The bag capacity seems to be on the small side, but if you have a small compressor refilling might sync up with building pressure in the compressor.  From the pictures in your other post the rust didn't seem too severe.  Hope it all works out for you.

Offline amc49

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Re: Got this for rust removal...
« Reply #5 on: March 03, 2014, 03:14:03 AM »
As he says, and my bad I didn't mention filtering air to your lungs as well. Most of my experience is in glass beading booths which self contain the blasting media. Like he says with media, it pulverizes on use and reuse not as good a result. Glass though fractures in smaller sharp edges, it can be used longer. Past a point though ALL media breaks down to be dust. The more trash you remove off parts the more you pollute your media as well and result drops off. Best to grossly clean part to remove easy-to-come-off stuff then blast to get off hard stuff.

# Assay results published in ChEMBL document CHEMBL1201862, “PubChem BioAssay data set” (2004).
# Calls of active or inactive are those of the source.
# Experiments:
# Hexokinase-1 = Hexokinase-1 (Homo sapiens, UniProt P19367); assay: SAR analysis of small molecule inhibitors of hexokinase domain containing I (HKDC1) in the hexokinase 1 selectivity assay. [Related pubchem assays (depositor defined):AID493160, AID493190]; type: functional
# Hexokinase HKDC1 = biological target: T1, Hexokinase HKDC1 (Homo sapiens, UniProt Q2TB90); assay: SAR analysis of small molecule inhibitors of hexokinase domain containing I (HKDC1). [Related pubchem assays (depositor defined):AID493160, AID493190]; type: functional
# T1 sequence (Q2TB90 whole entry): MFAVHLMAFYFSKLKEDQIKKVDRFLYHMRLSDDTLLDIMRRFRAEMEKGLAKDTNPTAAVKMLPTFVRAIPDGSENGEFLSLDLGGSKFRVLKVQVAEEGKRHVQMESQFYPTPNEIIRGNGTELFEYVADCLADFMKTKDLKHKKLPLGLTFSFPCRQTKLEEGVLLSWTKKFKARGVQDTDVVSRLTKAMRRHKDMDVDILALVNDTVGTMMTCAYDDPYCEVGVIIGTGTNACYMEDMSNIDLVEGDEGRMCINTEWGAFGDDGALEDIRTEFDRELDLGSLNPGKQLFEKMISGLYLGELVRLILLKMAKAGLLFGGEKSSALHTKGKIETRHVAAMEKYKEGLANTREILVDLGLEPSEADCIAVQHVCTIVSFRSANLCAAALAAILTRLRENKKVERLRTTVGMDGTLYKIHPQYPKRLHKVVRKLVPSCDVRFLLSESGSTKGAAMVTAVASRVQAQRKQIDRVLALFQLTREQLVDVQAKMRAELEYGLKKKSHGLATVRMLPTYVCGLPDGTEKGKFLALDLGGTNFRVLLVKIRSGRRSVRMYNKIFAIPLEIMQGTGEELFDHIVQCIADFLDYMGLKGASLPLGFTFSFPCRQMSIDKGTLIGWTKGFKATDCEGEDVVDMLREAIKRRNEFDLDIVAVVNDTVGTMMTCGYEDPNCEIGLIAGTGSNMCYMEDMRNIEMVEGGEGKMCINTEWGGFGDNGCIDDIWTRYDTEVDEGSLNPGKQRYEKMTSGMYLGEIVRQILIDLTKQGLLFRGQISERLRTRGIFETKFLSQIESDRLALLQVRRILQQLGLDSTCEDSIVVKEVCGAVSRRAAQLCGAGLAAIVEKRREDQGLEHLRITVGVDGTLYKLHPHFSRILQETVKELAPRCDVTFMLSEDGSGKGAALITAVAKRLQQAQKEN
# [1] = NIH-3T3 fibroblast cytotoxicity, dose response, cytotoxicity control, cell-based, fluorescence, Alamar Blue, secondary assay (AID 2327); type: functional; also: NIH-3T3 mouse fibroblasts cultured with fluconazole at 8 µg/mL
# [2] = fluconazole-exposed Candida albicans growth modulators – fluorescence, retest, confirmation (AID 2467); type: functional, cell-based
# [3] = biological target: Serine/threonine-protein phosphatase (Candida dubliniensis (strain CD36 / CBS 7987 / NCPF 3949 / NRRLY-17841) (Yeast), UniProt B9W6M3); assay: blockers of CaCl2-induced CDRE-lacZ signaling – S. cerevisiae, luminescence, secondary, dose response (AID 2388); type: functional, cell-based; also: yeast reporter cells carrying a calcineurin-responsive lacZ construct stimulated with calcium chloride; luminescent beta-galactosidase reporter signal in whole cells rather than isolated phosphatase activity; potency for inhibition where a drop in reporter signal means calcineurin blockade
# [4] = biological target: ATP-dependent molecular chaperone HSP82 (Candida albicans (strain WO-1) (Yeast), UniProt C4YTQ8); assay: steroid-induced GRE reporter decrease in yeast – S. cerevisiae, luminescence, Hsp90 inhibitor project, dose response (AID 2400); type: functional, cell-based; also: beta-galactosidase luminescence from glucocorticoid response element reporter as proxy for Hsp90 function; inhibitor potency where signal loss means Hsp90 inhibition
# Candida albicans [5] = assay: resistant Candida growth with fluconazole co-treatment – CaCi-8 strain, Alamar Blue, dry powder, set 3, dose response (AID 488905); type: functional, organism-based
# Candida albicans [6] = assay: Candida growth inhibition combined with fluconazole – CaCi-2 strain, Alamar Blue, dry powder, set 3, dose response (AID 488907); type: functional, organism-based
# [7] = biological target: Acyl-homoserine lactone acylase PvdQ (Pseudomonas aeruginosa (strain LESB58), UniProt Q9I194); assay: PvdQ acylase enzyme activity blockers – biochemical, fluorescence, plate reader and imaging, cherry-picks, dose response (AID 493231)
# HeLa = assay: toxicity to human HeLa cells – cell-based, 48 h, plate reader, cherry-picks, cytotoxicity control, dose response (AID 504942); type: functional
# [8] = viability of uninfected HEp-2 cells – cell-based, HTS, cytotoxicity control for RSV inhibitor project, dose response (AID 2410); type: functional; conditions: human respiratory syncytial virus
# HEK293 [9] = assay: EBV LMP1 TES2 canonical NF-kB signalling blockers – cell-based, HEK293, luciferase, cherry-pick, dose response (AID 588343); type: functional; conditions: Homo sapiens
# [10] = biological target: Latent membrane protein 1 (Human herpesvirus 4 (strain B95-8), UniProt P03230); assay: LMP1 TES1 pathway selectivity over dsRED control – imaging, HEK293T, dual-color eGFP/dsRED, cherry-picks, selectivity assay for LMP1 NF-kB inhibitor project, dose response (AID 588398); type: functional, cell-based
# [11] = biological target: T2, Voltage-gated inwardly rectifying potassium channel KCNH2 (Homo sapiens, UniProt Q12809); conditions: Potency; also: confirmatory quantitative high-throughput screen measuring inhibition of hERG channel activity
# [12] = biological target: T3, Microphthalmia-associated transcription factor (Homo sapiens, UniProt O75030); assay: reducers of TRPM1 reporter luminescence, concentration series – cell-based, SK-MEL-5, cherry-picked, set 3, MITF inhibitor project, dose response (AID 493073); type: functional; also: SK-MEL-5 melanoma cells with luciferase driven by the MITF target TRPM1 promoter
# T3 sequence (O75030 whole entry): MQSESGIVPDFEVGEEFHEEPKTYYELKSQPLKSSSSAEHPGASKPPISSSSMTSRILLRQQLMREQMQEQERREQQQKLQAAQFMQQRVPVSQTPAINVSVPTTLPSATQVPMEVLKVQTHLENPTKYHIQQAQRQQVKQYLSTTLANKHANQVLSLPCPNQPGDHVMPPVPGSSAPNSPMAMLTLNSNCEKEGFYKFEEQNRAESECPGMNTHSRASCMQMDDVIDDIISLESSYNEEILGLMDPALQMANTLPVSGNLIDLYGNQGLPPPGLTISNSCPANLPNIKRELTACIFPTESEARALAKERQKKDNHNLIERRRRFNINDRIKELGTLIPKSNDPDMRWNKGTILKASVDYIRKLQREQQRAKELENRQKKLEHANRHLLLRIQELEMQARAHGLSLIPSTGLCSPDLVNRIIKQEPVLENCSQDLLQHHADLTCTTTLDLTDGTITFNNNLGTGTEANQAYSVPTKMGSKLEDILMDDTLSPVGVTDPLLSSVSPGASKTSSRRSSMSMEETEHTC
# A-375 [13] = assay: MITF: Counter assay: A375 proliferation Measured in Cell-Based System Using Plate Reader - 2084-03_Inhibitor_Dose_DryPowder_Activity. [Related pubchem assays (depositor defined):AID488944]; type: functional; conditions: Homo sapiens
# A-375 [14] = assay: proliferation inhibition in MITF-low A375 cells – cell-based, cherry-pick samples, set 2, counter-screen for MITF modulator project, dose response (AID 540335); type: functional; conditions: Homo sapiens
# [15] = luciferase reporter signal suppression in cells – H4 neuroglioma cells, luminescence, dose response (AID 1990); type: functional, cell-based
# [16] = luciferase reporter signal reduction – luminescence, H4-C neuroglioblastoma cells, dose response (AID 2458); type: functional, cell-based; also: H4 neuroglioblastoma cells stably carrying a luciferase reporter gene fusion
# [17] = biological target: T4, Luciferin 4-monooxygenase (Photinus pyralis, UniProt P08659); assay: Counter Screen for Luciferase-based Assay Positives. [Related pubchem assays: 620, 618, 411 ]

That gun will work (I've had like 3 of them) but expect high wear at the actual nozzle inside, they wear pretty fast. And you need lots of air VOLUME at the 100 psi he says. That usually means a pretty good size compressor. You can easily drop the bag to just extend a big plastic hose into a free standing bucket. I mod separately to rig a small pressure line with valve to the bucket itself, the outlet ends right at the inlet for the hose. The media sometimes crams up solid around inlet and clogs, a slight amount of air disturbing things there can stir up the media enough to keep it flowing well. The moisture thing he mentions...... .............